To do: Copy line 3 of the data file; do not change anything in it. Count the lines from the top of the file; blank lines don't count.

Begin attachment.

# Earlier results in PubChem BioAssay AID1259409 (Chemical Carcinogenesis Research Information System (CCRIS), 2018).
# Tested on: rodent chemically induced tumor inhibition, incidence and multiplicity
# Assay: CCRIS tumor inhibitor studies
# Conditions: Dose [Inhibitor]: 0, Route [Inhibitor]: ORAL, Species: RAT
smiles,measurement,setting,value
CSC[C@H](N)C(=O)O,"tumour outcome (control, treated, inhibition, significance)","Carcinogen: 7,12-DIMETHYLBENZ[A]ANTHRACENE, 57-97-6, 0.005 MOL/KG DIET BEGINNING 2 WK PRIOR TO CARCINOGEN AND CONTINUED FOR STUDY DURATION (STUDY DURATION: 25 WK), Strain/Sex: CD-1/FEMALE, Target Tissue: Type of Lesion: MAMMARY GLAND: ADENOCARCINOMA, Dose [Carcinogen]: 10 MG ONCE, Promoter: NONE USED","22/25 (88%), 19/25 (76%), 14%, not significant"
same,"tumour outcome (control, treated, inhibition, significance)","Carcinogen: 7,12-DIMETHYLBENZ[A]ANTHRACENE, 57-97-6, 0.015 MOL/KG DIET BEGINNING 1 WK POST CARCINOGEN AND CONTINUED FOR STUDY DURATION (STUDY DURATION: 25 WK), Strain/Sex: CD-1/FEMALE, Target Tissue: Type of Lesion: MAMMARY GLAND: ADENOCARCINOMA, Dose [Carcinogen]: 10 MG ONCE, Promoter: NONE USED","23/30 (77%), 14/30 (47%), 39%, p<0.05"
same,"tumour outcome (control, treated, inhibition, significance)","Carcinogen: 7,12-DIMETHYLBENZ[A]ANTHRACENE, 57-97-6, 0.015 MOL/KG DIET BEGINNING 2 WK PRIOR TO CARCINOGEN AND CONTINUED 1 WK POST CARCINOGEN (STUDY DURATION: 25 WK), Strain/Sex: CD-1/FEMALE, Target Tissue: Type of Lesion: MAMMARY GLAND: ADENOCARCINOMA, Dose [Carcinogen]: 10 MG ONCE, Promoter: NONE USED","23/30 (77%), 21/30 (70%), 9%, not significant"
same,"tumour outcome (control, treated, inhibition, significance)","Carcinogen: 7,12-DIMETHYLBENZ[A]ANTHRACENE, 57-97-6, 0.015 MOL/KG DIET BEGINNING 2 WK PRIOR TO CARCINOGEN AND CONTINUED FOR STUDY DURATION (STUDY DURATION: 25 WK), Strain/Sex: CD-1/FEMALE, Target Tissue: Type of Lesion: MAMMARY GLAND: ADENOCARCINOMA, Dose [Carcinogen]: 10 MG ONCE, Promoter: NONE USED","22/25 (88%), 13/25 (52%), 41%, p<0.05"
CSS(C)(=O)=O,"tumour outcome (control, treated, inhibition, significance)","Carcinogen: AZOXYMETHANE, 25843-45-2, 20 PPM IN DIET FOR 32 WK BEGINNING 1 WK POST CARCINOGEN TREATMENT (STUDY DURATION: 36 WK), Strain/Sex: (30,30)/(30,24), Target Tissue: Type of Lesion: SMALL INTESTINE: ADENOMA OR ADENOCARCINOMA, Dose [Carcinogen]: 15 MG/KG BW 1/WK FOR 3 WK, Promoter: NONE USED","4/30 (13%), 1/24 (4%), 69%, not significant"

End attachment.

# Assay: CCRIS tumor inhibitor studies